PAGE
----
Figr Architects’ renovation of a modest inner-city worker’s cottage in Cremorne, Melbourne, has resulted in this surprisingly contemporary addition, which outperforms its modest footprint, and avoids many of the cliches often seen in the typical extension of a Victorian home.
‘We rejected the idea of big for the sake of big,’ explains architect Adi Atic. ‘From the outset, we wanted to create a small, comfortable home which would sustain a growing family for years to come’.
The approach was to shun traditional ‘open-plan’ living, instead creating two separate living areas which act as private sanctuaries for the couple who live here. ‘The idea is that these small rooms provide an escape from living on top of one another in an open plan scenario,’ says Adi.
A few sacrifices were required to make this possible. Fixed elements, such a kitchen island bench, were omitted, whilst space enhancing features, such as the covered veranda, were created to maximise the footprint of the home without adding bulk.
The rear exterior of the home, clad in distinctive repeating timber battens, cleverly stitches together old and new, whilst providing various opportunities for dramatic sunlight to penetrate the building. Inside, a central double-height ‘tunnel’, clad in spotted gum, carries through from the original home to the new addition.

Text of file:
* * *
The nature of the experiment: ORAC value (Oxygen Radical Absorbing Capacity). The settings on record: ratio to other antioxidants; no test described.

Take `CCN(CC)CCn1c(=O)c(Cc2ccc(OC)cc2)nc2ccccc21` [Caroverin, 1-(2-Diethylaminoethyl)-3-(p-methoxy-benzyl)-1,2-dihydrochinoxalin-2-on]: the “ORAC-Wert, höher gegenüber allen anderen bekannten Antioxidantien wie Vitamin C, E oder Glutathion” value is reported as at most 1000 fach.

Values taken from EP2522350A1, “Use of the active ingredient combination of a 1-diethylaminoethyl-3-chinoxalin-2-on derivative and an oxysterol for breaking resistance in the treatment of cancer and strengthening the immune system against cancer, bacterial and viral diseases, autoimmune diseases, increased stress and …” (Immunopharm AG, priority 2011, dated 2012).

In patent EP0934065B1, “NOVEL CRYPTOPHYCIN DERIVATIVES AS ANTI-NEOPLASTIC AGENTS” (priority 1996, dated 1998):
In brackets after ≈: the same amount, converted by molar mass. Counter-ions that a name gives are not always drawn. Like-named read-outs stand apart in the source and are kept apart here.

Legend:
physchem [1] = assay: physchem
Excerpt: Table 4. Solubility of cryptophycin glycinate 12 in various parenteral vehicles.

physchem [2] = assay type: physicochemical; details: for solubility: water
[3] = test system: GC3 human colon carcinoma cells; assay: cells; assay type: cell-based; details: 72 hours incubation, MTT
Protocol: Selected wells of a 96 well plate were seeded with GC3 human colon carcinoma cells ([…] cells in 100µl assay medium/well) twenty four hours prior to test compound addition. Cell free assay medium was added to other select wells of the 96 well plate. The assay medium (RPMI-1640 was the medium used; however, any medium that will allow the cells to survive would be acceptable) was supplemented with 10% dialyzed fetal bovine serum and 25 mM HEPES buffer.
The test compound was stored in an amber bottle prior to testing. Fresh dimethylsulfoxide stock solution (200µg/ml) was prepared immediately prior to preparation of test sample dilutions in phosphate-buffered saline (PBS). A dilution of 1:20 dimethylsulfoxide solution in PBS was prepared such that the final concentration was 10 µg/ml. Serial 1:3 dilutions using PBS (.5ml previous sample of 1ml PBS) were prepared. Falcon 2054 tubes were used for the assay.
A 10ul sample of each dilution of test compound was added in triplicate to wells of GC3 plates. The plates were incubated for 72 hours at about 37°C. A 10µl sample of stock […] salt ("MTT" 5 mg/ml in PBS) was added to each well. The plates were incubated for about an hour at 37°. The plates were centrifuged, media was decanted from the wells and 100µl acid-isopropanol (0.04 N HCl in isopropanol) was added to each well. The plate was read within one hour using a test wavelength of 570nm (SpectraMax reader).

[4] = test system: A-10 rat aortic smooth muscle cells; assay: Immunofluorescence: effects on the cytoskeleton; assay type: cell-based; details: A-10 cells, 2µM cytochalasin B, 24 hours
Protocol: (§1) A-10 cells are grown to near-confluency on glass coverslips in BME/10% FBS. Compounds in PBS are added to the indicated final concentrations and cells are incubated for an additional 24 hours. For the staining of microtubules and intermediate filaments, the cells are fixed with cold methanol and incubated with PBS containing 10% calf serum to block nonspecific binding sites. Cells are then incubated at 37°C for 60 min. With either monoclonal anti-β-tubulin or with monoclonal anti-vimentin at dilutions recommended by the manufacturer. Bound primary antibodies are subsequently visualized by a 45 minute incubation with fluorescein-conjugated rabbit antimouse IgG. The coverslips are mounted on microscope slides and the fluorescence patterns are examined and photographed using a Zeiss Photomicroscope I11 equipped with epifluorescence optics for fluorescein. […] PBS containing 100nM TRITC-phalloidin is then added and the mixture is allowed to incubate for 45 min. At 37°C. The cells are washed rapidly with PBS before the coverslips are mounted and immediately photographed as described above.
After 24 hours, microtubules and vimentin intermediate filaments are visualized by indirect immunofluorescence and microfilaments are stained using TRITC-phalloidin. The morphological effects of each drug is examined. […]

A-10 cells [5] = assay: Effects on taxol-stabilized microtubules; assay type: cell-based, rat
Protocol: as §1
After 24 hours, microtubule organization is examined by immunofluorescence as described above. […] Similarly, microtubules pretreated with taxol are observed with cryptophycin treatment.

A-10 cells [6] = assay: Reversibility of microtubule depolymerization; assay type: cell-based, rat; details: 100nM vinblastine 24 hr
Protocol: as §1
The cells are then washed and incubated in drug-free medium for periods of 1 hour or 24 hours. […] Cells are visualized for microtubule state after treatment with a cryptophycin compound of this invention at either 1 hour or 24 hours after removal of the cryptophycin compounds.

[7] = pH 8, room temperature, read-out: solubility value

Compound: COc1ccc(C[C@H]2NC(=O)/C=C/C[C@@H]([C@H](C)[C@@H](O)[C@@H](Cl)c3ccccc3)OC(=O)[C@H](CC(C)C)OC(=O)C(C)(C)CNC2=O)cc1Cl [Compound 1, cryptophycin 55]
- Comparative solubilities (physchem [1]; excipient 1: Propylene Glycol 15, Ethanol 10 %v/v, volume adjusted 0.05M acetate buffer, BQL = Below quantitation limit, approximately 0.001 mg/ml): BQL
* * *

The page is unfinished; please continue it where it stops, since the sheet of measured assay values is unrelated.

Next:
‘A dramatic contrast of material and volume change creates a conflict between shadow and light, and signifies the transition from old to new’ Adi explains. ‘This threshold creates the desire to move toward the light entering the new space’. Not all design details here are quite so intellectualised though… a pop of pink lighting, concealed in a black steel channel, is a lighthearted reference to the client’s love of Star Wars – specifically, Darth Vader’s Light Saber! Meanwhile, we’re told the spotted-gum cladding is a metaphor for Dagobah, the forest where Yoda went into exile. (At this point we can’t tell if Adi is pulling our leg!?)
Pop culture aside, the materials palette here is worth noting for its lack of white plaster – the tonal qualities of various timbers, along with plywood surfaces, raw cement sheet and black steel combine to create a warm, richly layered and dramatic interior. This is a clever, compact home that packs a distinctive design punch!